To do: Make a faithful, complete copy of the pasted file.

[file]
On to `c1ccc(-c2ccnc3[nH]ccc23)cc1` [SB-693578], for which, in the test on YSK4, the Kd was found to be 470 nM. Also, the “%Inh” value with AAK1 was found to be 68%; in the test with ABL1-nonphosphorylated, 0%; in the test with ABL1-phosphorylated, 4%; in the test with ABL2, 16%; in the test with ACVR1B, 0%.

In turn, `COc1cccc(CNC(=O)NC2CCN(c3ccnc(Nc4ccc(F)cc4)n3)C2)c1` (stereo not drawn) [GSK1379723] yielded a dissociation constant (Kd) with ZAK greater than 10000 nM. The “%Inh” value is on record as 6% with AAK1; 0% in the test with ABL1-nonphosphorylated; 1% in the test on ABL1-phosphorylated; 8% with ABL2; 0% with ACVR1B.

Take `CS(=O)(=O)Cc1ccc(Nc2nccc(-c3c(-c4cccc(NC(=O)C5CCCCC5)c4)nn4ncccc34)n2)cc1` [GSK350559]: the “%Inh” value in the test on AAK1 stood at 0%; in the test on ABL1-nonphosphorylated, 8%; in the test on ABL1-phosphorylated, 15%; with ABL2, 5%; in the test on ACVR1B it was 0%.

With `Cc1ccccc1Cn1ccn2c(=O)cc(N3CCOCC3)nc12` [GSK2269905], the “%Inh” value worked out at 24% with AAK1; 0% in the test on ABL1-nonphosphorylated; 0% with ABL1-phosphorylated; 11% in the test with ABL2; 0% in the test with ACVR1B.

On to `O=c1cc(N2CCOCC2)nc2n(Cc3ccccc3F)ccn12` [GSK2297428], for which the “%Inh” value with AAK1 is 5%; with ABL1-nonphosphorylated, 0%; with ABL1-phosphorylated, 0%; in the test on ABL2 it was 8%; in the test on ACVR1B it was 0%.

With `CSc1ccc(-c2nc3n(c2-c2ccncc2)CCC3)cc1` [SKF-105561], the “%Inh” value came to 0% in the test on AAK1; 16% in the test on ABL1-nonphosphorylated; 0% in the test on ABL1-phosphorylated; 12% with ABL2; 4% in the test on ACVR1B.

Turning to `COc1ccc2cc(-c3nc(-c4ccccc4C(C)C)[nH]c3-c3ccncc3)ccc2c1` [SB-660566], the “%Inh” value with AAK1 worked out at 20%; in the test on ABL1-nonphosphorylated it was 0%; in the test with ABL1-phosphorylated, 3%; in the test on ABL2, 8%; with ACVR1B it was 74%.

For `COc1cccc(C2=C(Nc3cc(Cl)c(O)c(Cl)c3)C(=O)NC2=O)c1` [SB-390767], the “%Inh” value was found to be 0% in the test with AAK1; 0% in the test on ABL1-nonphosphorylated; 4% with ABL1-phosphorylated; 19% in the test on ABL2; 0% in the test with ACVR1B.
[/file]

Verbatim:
On to `c1ccc(-c2ccnc3[nH]ccc23)cc1` [SB-693578], for which, in the test on YSK4, the Kd was found to be 470 nM. Also, the “%Inh” value with AAK1 was found to be 68%; in the test with ABL1-nonphosphorylated, 0%; in the test with ABL1-phosphorylated, 4%; in the test with ABL2, 16%; in the test with ACVR1B, 0%.

In turn, `COc1cccc(CNC(=O)NC2CCN(c3ccnc(Nc4ccc(F)cc4)n3)C2)c1` (stereo not drawn) [GSK1379723] yielded a dissociation constant (Kd) with ZAK greater than 10000 nM. The “%Inh” value is on record as 6% with AAK1; 0% in the test with ABL1-nonphosphorylated; 1% in the test on ABL1-phosphorylated; 8% with ABL2; 0% with ACVR1B.

Take `CS(=O)(=O)Cc1ccc(Nc2nccc(-c3c(-c4cccc(NC(=O)C5CCCCC5)c4)nn4ncccc34)n2)cc1` [GSK350559]: the “%Inh” value in the test on AAK1 stood at 0%; in the test on ABL1-nonphosphorylated, 8%; in the test on ABL1-phosphorylated, 15%; with ABL2, 5%; in the test on ACVR1B it was 0%.

With `Cc1ccccc1Cn1ccn2c(=O)cc(N3CCOCC3)nc12` [GSK2269905], the “%Inh” value worked out at 24% with AAK1; 0% in the test on ABL1-nonphosphorylated; 0% with ABL1-phosphorylated; 11% in the test with ABL2; 0% in the test with ACVR1B.

On to `O=c1cc(N2CCOCC2)nc2n(Cc3ccccc3F)ccn12` [GSK2297428], for which the “%Inh” value with AAK1 is 5%; with ABL1-nonphosphorylated, 0%; with ABL1-phosphorylated, 0%; in the test on ABL2 it was 8%; in the test on ACVR1B it was 0%.

With `CSc1ccc(-c2nc3n(c2-c2ccncc2)CCC3)cc1` [SKF-105561], the “%Inh” value came to 0% in the test on AAK1; 16% in the test on ABL1-nonphosphorylated; 0% in the test on ABL1-phosphorylated; 12% with ABL2; 4% in the test on ACVR1B.

Turning to `COc1ccc2cc(-c3nc(-c4ccccc4C(C)C)[nH]c3-c3ccncc3)ccc2c1` [SB-660566], the “%Inh” value with AAK1 worked out at 20%; in the test on ABL1-nonphosphorylated it was 0%; in the test with ABL1-phosphorylated, 3%; in the test on ABL2, 8%; with ACVR1B it was 74%.

For `COc1cccc(C2=C(Nc3cc(Cl)c(O)c(Cl)c3)C(=O)NC2=O)c1` [SB-390767], the “%Inh” value was found to be 0% in the test with AAK1; 0% in the test on ABL1-nonphosphorylated; 4% with ABL1-phosphorylated; 19% in the test on ABL2; 0% in the test with ACVR1B.